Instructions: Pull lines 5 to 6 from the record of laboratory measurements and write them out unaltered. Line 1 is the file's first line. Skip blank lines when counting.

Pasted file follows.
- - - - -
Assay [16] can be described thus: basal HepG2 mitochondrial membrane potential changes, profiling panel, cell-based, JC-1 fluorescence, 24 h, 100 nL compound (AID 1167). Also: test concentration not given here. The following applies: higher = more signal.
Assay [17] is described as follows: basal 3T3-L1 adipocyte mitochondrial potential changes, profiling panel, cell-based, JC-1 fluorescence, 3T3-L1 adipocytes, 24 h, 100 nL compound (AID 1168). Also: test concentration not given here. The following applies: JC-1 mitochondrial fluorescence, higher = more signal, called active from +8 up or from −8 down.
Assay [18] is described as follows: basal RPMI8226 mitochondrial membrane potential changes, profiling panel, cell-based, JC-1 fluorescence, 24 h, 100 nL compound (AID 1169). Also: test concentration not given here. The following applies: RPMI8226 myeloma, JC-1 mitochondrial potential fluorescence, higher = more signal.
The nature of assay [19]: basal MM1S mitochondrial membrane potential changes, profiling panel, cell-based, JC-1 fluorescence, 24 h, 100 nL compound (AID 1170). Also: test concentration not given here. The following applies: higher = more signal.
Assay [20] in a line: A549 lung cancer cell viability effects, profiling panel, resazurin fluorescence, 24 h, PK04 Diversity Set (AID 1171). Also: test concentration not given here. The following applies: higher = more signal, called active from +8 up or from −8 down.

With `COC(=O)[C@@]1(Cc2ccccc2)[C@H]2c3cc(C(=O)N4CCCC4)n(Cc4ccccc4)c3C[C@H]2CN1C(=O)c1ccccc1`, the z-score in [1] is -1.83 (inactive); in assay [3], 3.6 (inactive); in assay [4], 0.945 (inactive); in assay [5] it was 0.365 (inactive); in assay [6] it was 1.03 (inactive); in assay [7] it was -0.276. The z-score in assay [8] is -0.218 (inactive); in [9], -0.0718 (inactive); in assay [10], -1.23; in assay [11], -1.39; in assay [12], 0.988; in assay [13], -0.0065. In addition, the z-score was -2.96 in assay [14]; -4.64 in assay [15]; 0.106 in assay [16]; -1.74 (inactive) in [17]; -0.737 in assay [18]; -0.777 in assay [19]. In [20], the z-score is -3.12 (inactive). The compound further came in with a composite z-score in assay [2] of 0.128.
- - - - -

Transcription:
Assay [20] in a line: A549 lung cancer cell viability effects, profiling panel, resazurin fluorescence, 24 h, PK04 Diversity Set (AID 1171). Also: test concentration not given here. The following applies: higher = more signal, called active from +8 up or from −8 down.

With `COC(=O)[C@@]1(Cc2ccccc2)[C@H]2c3cc(C(=O)N4CCCC4)n(Cc4ccccc4)c3C[C@H]2CN1C(=O)c1ccccc1`, the z-score in [1] is -1.83 (inactive); in assay [3], 3.6 (inactive); in assay [4], 0.945 (inactive); in assay [5] it was 0.365 (inactive); in assay [6] it was 1.03 (inactive); in assay [7] it was -0.276. The z-score in assay [8] is -0.218 (inactive); in [9], -0.0718 (inactive); in assay [10], -1.23; in assay [11], -1.39; in assay [12], 0.988; in assay [13], -0.0065. In addition, the z-score was -2.96 in assay [14]; -4.64 in assay [15]; 0.106 in assay [16]; -1.74 (inactive) in [17]; -0.737 in assay [18]; -0.777 in assay [19]. In [20], the z-score is -3.12 (inactive). The compound further came in with a composite z-score in assay [2] of 0.128.